What Is State Government Doing to Combat the Opioid Epidemic?

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America is in the midst of an opioid epidemic, and North Carolina is no exception. The CDC reports that “[s]ince 1999, the number of overdose deaths involving opioids . . . quadrupled. From 2000 to 2015, more than half a million people died from drug overdoses.” A new report based on health insurance data put four North Carolina cities among the 25 worst in the nation for opioid abuse. What is our state government doing about this?

Each branch of North Carolina government has taken steps to address the crisis.

In the judicial branch, Chief Justice Martin is participating in the Regional Judicial Opioid Initiative. You can read more about the Initiative and see the Chief Justice’s letter agreeing to participate here.

In the executive branch, Governor Cooper recently convened an Opioid Misuse and Overdose Prevention Summit and announced an action plan designed to combat the epidemic. According to the Governor’s office, the plan is intended to reduce the oversupply of prescription opioids, increase community awareness, and expand treatment options, among other objectives. The plan itself is available here. Attorney General Josh Stein has also made the opioid crisis a point of emphasis, as noted on the DOJ website.

The legislative branch has been active in a number of ways:

  • Promoting the use of opioid antagonists. Naloxone, or Narcan, is an opioid antagonist – a medication that can be used to block the effects of opioids, including during an overdose. L. 2013-23 allowed medical providers to “directly or by standing order prescribe an opioid antagonist to (i) a person at risk of experiencing an opiate-related overdose or (ii) a family member, friend, or other person in a position to assist” such an individual. Over time, the legislature has expanded those who may prescribe and distribute opioid antagonists, and a standing order from the State Health Director currently allows any pharmacist to dispense Naloxone to users, their families and friends, and others who are in a position to help stop overdoses. The relevant provisions are contained in G.S. 90-12.7, as modified most recently by S.L. 2017-74.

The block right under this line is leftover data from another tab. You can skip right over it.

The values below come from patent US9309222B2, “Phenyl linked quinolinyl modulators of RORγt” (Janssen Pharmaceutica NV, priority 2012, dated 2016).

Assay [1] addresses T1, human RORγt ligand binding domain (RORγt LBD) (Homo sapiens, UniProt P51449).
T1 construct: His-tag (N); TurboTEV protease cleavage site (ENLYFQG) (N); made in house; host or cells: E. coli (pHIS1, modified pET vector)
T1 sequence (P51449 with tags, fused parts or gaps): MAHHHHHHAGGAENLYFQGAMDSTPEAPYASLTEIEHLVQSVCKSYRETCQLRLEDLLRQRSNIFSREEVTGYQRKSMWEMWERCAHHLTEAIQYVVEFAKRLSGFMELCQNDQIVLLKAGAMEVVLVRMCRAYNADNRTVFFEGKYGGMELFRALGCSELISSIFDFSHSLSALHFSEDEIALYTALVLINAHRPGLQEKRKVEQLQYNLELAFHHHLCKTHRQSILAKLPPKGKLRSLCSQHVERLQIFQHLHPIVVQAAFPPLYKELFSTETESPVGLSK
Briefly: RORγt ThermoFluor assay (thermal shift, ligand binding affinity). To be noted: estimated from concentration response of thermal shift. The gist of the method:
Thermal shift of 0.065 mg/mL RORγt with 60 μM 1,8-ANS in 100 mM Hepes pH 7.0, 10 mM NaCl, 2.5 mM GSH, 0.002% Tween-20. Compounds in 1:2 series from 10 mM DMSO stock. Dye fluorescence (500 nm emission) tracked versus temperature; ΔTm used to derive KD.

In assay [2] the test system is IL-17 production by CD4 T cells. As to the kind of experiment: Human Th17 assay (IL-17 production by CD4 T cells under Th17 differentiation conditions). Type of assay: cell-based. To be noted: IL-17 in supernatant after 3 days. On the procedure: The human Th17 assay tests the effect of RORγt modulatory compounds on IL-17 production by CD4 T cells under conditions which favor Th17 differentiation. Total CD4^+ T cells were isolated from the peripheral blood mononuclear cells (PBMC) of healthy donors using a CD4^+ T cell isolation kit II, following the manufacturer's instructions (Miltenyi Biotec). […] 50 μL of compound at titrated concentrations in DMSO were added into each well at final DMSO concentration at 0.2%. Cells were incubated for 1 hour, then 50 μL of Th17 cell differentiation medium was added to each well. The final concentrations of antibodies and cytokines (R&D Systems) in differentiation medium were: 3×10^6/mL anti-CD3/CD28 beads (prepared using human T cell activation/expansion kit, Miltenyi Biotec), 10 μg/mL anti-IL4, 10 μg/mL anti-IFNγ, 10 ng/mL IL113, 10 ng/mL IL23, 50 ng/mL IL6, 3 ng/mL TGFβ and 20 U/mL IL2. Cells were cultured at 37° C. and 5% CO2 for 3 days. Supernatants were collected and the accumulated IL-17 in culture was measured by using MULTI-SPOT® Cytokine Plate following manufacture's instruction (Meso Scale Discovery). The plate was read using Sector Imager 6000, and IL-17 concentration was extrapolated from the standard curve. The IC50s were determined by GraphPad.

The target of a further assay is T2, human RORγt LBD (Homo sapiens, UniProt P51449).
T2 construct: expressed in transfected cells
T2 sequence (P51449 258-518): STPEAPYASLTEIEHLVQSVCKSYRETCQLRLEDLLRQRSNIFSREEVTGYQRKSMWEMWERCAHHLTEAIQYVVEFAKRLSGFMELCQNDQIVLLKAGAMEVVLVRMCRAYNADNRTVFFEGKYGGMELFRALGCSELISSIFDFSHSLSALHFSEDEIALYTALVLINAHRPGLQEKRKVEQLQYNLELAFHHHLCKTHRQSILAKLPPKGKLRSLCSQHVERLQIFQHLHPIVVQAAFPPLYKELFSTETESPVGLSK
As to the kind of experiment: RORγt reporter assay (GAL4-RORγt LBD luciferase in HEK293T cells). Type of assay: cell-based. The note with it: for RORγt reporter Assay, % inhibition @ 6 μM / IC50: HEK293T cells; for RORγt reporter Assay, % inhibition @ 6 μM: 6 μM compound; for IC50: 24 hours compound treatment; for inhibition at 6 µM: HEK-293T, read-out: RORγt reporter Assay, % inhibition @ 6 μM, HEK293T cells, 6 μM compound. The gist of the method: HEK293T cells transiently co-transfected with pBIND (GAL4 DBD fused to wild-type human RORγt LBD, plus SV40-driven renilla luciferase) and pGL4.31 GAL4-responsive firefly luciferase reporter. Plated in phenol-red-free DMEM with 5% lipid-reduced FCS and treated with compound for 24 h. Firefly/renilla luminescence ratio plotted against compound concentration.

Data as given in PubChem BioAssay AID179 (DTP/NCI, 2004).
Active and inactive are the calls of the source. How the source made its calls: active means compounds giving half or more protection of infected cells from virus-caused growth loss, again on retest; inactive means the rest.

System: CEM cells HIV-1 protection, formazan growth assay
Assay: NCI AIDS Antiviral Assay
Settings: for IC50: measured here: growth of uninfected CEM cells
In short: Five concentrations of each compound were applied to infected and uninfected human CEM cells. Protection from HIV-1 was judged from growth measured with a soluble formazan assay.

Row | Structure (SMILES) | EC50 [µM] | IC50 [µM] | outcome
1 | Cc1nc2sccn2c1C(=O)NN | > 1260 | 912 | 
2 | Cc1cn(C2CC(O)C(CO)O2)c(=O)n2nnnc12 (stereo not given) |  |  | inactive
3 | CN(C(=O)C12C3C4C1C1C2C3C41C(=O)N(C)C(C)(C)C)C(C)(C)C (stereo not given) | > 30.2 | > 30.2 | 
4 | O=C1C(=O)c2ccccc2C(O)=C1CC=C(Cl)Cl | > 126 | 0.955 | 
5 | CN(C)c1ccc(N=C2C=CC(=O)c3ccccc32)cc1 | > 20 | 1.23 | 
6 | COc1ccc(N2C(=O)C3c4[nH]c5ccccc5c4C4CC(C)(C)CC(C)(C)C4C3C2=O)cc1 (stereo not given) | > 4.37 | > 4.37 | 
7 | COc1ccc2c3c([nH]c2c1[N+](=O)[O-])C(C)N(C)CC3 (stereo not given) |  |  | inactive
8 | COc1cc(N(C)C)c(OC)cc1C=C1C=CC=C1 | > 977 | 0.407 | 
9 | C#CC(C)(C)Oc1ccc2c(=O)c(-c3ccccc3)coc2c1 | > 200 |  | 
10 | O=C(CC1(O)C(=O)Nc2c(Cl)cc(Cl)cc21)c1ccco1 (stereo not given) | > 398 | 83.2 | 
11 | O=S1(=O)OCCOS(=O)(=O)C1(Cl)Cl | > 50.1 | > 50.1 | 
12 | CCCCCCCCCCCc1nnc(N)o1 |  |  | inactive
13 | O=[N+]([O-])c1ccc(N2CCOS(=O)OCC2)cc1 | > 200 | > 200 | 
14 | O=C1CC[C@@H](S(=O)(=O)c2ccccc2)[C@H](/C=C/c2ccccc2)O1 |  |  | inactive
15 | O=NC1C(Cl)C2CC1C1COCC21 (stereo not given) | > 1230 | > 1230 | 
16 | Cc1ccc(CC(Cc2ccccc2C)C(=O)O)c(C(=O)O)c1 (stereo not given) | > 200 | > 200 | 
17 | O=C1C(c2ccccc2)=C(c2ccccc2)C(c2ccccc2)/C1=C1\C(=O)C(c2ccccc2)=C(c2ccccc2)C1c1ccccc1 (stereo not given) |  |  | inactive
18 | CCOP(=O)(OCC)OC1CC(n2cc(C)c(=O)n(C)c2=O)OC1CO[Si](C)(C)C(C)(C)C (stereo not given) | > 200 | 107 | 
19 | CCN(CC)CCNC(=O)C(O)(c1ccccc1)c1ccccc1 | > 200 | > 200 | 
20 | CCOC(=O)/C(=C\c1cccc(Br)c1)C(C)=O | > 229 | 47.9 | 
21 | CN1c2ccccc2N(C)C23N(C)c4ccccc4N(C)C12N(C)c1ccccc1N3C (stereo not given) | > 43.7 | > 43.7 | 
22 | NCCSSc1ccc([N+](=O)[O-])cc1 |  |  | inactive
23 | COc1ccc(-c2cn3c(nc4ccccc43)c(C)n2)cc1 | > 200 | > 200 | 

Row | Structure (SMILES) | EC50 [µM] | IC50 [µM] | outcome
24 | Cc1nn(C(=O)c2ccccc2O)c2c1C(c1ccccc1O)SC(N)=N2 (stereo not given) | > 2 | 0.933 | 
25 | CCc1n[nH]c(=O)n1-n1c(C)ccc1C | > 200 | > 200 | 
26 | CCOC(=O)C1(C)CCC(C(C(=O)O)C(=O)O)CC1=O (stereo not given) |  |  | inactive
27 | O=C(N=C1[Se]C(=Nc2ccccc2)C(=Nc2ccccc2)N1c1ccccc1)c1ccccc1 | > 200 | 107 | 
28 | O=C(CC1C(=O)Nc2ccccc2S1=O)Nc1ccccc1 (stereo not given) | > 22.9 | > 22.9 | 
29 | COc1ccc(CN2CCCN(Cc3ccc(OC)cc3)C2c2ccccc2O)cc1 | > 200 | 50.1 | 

• Providing immunity to encourage users to call authorities during overdoses. Fear of prosecution may stop users from calling authorities during an overdose. In response to this concern, L. 2013-23 enacted G.S. 90-96.2, which, as amended, provides immunity from certain drug charges to people who seek medical assistance while experiencing a drug overdose, or who seek medical assistance on behalf of another person who is experiencing a drug overdose.
  • Authorizing needle exchange programs. L. 2016-88 enacted G.S. 90-113.27, which allows local governments and other organizations to “establish and operate . . . needle and hypodermic syringe exchange program[s],” subject to certain regulations. Dozens of counties now have such programs in place.
  • Funding treatment and other initiatives. L. 2016-94 is the 2016-17 budget. It provided funds for a three-year “medication-assisted opioid use disorder treatment pilot program.” S.L. 2017-57 is the 2017-18 budget. It includes funding for the Controlled Substances Reporting System run by the Department of Health and Human Services; for the purchase of opioid antagonists; and for treatment of “individuals with opioid use disorder.”
  • Limiting opioid prescriptions. L. 2017-74 is the “Strengthen Opioid Misuse Prevention Act of 2017,” or the “STOP Act.” It requires electronic rather than paper prescriptions for opioids under most circumstances, and generally limits initial opioid prescriptions to five days (seven days if prescribed for post-surgical pain).

I encourage readers to post comments highlighting other steps state government has taken — or other steps that it should take. Of course, local governments and nonprofits have also been deeply involved in fighting against opioid abuse, but that’s another post.